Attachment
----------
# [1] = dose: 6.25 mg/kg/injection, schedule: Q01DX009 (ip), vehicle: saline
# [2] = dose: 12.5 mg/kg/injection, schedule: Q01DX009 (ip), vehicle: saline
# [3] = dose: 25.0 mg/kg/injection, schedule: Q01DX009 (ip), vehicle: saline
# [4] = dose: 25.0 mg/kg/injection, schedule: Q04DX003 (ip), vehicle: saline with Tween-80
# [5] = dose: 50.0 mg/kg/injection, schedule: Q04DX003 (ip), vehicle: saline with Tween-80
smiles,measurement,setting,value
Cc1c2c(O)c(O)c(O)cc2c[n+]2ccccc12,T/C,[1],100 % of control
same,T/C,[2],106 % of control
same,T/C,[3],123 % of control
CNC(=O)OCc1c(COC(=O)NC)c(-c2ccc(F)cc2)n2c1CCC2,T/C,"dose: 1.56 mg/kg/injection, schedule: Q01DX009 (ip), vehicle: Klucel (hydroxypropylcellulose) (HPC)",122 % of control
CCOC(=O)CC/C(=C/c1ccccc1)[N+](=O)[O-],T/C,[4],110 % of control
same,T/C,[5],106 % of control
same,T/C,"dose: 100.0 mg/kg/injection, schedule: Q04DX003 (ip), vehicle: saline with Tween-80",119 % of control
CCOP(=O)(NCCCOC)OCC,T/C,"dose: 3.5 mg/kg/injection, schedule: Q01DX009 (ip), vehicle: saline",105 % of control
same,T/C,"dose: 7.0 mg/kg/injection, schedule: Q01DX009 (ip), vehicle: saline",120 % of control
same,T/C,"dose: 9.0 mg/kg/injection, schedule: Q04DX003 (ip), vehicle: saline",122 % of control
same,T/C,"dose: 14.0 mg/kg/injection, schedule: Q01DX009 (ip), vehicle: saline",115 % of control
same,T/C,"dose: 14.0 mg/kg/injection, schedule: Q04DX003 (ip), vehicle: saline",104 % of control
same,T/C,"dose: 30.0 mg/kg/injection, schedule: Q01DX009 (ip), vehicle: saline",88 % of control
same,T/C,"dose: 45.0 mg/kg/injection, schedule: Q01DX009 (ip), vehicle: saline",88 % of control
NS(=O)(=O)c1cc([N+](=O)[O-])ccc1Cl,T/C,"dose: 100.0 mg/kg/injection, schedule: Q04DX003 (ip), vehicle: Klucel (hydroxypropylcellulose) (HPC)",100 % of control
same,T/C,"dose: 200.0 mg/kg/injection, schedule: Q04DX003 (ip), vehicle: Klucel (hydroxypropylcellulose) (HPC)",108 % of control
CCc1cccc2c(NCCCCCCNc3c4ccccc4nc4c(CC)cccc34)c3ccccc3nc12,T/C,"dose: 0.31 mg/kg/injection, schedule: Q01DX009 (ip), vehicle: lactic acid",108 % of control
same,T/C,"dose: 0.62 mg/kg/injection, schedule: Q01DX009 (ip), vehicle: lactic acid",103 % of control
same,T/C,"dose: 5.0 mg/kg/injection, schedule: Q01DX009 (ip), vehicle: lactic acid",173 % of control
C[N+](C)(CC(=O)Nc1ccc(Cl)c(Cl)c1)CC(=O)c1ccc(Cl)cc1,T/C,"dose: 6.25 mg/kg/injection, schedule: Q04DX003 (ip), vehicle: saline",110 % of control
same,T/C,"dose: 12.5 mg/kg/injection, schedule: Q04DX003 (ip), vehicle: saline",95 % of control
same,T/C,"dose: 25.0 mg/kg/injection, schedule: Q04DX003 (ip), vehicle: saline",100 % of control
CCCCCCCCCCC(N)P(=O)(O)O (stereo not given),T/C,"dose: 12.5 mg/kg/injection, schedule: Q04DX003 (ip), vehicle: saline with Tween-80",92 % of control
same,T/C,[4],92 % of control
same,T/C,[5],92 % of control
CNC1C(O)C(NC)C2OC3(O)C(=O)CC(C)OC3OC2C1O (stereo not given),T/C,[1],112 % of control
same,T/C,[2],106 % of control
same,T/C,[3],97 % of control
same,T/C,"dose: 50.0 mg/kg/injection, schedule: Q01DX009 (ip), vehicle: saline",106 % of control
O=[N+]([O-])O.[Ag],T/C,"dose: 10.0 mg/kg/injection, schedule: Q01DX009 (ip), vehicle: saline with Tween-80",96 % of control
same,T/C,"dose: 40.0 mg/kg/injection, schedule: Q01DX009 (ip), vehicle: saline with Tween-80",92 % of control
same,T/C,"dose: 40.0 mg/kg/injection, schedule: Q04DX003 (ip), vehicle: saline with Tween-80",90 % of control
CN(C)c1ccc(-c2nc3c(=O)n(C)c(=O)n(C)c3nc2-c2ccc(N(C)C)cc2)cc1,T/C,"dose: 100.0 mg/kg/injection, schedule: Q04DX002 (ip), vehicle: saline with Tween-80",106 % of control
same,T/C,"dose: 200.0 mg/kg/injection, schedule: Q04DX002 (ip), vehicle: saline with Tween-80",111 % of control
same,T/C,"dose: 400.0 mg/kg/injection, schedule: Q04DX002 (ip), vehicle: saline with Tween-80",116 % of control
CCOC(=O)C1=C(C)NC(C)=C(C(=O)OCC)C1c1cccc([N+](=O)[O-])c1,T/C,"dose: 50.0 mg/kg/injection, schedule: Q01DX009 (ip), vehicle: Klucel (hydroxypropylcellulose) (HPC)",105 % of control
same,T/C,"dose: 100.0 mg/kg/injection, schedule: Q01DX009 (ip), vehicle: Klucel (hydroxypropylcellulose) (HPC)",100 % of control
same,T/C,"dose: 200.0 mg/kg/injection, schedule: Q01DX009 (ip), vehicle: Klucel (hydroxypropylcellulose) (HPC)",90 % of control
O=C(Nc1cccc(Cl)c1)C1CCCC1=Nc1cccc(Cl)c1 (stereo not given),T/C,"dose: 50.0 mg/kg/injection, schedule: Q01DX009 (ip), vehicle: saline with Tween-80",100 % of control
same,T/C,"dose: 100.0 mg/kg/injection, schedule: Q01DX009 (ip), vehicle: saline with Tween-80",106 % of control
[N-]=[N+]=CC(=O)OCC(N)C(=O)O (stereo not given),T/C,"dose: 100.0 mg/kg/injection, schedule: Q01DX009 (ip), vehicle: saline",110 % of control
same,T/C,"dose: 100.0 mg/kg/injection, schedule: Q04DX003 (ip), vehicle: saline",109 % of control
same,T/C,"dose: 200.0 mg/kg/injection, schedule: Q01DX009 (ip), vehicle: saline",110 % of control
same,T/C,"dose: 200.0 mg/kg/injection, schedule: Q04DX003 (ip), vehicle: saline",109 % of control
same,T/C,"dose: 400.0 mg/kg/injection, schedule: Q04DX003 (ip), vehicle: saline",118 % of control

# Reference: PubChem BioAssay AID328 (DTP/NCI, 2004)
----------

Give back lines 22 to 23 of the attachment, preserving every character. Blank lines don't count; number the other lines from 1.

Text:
same,T/C,"dose: 200.0 mg/kg/injection, schedule: Q04DX003 (ip), vehicle: Klucel (hydroxypropylcellulose) (HPC)",108 % of control
CCc1cccc2c(NCCCCCCNc3c4ccccc4nc4c(CC)cccc34)c3ccccc3nc12,T/C,"dose: 0.31 mg/kg/injection, schedule: Q01DX009 (ip), vehicle: lactic acid",108 % of control